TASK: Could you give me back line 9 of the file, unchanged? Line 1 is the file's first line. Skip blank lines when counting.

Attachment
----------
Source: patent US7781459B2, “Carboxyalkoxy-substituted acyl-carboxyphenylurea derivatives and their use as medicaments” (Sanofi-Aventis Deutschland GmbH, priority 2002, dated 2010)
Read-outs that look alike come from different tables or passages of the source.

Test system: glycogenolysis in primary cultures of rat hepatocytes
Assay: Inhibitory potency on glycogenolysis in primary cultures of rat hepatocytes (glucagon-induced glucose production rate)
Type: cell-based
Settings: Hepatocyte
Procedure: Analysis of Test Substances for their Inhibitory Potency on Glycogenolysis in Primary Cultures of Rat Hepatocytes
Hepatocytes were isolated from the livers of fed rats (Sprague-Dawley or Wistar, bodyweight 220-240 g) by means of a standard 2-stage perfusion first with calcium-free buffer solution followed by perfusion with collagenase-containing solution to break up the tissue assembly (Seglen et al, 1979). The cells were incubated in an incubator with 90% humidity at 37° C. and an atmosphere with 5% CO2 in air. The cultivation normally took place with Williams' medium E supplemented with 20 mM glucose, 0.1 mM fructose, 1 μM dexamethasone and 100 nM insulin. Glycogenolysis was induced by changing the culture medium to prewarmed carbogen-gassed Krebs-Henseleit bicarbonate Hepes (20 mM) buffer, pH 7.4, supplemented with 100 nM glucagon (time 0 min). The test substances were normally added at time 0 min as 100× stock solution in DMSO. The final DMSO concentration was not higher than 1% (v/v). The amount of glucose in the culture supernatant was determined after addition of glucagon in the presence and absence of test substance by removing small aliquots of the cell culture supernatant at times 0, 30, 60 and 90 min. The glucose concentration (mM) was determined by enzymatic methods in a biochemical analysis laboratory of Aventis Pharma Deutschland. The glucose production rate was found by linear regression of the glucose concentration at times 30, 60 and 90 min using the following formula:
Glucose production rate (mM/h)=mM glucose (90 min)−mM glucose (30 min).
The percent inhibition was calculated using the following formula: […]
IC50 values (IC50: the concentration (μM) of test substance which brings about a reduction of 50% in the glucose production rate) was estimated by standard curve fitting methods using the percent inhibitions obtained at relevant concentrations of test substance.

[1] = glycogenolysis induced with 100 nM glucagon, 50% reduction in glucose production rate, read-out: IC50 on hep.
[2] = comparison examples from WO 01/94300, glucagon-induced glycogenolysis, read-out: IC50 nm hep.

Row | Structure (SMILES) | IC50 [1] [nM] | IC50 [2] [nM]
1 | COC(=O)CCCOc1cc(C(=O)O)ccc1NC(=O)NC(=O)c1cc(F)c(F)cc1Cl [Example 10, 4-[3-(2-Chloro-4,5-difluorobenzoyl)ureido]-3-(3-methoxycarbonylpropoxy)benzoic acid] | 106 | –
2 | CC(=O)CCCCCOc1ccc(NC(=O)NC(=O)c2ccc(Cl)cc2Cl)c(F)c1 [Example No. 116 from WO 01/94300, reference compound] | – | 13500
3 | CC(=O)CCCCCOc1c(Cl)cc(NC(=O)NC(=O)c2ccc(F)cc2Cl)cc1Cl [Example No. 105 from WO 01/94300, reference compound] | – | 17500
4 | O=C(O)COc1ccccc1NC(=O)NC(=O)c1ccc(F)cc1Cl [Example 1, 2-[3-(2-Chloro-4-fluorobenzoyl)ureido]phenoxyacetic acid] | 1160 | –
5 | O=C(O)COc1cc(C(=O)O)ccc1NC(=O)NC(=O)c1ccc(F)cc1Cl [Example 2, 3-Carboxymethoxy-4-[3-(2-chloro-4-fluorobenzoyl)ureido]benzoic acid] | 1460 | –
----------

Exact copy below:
Glucose production rate (mM/h)=mM glucose (90 min)−mM glucose (30 min).